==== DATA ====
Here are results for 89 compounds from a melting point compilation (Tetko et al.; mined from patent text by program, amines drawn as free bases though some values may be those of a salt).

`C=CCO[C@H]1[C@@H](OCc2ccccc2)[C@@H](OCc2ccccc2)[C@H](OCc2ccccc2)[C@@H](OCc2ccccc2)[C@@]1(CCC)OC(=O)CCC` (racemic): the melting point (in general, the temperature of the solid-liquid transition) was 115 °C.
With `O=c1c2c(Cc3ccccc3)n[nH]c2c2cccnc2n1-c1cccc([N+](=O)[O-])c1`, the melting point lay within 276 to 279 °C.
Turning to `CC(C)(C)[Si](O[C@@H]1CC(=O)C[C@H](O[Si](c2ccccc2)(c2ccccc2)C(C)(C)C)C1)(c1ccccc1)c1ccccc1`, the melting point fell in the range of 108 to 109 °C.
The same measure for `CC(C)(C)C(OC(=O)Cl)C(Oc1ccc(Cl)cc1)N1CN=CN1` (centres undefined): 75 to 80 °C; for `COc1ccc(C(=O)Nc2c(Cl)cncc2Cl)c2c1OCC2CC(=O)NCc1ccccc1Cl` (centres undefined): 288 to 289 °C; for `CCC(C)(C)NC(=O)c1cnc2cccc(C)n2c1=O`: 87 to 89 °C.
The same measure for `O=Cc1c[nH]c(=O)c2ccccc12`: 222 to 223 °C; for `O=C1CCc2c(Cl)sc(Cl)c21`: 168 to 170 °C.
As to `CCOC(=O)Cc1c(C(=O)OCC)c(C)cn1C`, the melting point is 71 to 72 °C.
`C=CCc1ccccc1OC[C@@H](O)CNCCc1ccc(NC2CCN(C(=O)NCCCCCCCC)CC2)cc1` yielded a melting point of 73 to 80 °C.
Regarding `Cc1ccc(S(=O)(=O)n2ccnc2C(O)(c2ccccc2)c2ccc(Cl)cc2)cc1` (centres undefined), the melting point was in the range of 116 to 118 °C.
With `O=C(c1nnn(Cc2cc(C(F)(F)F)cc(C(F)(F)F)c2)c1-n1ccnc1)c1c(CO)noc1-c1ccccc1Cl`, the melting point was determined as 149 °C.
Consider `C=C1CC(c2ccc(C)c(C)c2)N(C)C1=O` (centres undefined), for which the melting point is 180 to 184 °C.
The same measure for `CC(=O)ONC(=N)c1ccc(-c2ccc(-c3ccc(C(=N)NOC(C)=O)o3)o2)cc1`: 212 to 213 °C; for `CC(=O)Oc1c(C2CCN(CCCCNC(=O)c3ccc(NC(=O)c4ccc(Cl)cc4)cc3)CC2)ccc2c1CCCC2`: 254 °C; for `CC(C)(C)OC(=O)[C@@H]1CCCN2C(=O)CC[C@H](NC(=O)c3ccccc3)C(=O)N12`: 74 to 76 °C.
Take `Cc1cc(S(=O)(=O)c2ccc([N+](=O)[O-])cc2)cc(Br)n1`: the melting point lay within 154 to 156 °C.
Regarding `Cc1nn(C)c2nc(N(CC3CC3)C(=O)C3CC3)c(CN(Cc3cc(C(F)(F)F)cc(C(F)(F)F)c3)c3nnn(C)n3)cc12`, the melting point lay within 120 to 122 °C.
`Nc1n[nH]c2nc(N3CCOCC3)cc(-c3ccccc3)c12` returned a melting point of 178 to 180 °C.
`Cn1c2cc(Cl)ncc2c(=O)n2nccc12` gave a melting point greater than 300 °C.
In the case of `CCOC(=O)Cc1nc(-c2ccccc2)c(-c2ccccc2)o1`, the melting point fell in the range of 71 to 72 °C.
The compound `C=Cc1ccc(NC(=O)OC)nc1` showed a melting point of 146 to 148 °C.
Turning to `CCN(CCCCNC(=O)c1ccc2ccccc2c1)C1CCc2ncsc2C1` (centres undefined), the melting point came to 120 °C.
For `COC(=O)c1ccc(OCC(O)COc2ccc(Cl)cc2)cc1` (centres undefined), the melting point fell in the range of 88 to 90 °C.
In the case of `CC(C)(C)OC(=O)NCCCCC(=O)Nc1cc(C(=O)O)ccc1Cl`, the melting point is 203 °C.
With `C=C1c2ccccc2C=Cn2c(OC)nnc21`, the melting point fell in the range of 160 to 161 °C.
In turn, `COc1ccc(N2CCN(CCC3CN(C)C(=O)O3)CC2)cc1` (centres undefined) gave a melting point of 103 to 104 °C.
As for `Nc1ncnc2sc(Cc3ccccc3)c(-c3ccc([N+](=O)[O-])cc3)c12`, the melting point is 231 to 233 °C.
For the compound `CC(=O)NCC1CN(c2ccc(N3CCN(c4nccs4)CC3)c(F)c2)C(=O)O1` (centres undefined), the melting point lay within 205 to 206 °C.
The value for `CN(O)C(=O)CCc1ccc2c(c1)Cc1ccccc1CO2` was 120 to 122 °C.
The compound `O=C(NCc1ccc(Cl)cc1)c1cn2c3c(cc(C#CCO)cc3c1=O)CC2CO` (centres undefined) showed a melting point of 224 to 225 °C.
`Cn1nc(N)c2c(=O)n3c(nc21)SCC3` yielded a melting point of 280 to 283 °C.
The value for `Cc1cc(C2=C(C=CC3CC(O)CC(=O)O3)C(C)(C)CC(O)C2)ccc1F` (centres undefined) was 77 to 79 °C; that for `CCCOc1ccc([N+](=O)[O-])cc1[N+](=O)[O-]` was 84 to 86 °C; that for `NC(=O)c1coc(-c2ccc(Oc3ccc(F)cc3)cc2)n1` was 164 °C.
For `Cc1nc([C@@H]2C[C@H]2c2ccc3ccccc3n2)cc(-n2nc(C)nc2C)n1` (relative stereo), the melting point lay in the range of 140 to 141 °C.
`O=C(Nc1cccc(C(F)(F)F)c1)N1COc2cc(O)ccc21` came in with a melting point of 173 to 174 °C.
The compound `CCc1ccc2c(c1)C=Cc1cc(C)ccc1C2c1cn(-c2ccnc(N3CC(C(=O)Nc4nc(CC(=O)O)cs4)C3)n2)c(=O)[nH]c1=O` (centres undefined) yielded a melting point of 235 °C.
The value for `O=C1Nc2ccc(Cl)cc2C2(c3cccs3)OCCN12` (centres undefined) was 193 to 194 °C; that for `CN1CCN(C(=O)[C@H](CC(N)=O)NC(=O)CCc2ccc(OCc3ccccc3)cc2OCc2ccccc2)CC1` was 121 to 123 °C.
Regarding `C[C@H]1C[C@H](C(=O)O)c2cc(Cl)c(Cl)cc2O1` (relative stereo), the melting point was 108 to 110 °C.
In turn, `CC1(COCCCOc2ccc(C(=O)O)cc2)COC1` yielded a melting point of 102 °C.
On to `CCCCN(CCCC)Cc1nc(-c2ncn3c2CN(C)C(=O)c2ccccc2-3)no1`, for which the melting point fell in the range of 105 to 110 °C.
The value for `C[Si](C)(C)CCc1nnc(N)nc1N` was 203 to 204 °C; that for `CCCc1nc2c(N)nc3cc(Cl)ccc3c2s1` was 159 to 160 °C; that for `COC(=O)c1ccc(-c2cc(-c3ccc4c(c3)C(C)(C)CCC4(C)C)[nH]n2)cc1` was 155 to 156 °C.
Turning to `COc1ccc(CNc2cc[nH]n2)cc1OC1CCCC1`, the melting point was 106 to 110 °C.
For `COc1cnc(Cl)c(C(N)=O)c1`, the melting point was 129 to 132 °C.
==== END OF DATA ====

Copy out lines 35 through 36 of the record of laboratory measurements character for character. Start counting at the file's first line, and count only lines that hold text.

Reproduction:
In turn, `CC1(COCCCOc2ccc(C(=O)O)cc2)COC1` yielded a melting point of 102 °C.
On to `CCCCN(CCCC)Cc1nc(-c2ncn3c2CN(C)C(=O)c2ccccc2-3)no1`, for which the melting point fell in the range of 105 to 110 °C.